Clearly, they did well. Here are some of the winners with their trophies. Our school was given that plaque recognizing our achievements at the tournament over the years.
"I heard the judging was biased," said Ms. Pryor.
"But isn't that the way with all tournaments?" I asked.
"Let's put it this way," she said. "When you go to tournaments, why do you go?"
Hmm, cool question. "Well, I like training for tournaments, and getting my form to be the best it can be, and I like performing and showing everyone what I can do, and I like being there with you guys, and sparring with new opponents . . "
"But when you go, you go to win, don't you?" Ms. Pryor asked."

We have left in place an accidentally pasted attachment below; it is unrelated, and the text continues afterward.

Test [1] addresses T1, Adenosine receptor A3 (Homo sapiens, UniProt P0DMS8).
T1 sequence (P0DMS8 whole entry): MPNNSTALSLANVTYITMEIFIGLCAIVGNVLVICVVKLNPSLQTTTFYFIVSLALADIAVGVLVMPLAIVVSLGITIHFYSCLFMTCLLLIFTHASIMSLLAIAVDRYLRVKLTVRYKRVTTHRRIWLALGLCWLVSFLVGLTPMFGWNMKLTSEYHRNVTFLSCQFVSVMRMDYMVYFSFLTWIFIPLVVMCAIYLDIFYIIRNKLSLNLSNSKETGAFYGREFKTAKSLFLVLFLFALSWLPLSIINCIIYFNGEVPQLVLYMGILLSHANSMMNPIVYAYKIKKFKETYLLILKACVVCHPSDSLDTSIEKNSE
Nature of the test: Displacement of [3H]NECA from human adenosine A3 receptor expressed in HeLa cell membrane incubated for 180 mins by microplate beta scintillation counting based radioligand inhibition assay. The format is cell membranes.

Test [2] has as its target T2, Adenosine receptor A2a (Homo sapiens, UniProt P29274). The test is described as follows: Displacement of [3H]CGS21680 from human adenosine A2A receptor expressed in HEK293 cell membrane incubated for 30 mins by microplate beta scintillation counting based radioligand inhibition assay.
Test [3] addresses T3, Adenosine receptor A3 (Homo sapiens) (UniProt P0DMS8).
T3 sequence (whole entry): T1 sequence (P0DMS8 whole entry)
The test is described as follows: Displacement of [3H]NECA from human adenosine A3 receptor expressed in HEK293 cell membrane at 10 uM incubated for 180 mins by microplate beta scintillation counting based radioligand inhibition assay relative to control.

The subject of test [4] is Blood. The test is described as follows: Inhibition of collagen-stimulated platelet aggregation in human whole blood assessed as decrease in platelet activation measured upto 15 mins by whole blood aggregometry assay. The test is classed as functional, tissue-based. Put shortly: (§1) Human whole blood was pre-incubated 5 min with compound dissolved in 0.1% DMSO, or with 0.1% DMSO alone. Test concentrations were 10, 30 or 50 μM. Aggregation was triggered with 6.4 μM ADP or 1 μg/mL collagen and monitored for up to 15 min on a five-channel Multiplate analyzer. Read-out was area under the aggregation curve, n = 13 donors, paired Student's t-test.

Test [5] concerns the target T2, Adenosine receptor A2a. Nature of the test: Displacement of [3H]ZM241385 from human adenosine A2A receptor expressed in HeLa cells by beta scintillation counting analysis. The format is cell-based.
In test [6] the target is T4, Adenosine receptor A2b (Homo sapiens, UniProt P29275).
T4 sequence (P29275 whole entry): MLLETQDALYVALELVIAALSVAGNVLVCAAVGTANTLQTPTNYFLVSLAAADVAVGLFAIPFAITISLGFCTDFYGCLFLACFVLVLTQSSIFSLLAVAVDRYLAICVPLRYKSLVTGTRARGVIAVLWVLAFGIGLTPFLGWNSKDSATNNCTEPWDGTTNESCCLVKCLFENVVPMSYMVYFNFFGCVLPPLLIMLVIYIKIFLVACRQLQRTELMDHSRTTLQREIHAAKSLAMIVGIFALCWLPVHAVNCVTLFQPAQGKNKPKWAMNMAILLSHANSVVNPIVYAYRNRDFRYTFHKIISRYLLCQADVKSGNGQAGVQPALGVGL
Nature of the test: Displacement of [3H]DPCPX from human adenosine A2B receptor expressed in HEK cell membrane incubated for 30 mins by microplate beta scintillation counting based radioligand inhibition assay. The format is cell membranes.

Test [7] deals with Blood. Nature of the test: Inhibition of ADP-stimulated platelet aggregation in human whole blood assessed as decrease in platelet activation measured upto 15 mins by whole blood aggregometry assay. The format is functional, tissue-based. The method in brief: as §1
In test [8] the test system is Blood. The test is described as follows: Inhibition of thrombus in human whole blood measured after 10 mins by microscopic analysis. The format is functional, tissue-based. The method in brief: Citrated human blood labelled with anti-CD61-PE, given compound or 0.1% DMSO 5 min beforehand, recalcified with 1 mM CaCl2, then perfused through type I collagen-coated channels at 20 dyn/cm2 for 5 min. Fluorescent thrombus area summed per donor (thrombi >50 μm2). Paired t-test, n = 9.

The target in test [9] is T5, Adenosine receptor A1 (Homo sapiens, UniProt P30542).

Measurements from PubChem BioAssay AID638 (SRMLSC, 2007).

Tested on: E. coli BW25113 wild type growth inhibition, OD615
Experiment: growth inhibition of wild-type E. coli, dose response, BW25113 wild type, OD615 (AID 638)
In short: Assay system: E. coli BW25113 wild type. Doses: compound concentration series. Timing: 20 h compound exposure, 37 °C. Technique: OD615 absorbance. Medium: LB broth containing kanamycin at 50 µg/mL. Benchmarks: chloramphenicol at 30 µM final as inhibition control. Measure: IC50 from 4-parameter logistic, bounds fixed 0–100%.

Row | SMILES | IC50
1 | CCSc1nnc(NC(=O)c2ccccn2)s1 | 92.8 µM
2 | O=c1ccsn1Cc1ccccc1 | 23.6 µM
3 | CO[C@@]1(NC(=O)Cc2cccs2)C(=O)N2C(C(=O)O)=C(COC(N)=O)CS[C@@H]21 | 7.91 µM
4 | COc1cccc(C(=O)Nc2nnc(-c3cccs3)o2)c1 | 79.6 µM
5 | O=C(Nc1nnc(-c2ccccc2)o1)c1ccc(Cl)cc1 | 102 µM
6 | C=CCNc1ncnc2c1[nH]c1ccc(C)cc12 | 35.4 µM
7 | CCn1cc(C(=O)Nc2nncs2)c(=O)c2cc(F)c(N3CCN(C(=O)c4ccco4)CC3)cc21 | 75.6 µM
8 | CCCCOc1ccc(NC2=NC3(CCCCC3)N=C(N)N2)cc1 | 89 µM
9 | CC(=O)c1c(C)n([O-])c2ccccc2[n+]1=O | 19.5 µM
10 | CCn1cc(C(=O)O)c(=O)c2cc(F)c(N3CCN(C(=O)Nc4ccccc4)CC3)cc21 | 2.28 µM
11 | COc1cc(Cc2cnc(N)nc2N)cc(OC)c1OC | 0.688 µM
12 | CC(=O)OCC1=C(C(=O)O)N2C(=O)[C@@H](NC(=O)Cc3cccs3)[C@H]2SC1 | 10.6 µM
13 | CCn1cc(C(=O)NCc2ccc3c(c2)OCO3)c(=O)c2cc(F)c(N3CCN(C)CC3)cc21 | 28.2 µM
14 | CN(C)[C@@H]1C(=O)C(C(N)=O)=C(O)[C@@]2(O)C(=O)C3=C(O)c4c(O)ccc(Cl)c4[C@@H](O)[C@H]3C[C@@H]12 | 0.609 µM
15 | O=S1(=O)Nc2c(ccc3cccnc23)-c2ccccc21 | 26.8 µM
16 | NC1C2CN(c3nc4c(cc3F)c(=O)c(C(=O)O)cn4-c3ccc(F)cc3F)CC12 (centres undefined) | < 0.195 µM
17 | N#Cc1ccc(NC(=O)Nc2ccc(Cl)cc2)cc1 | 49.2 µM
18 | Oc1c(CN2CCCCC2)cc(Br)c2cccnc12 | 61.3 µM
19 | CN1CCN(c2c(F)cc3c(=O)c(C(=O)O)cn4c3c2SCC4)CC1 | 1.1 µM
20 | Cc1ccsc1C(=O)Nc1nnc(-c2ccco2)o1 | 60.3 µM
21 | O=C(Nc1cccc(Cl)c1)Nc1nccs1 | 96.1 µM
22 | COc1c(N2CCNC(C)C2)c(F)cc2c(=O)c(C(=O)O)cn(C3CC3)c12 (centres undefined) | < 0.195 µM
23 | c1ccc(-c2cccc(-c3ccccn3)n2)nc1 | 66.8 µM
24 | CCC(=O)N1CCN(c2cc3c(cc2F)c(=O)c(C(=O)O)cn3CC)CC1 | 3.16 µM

"Oh. Yeah. Yeah, I guess so." I felt kind of sheepish, like I'd answered the wrong way. "I did like winning firsts."
Later I realized that we were viewing TKD in two different ways: TKD as an art vs. TKD as a sport.
I tend to see TKD as an art. I've never trained in any sport, but I've trained in music and dance. So I see TKD as like those things: you train so you're ready for a kind of performance. Some people will like it, some won't.
On the other hand, some people see TKD as a sport, usually people who've trained in sports and like sports. You train so you can be better than your opponent in a competition. In sports, there are (usually) clear rules about how to win, so if you do it really well, you'll win.
If you think of TKD as an art, a tournament can be fun, satisfying, enjoyable . . . but only if you've trained your best and you don't get performance anxiety.
If you think of TKD as the latter, a sport, you'll probably enjoy tournaments where the judging seems more objective, but only if you've trained your best, "give 110%," and you WIN!
I bet most people think of TKD as a kind of combination of these two . . .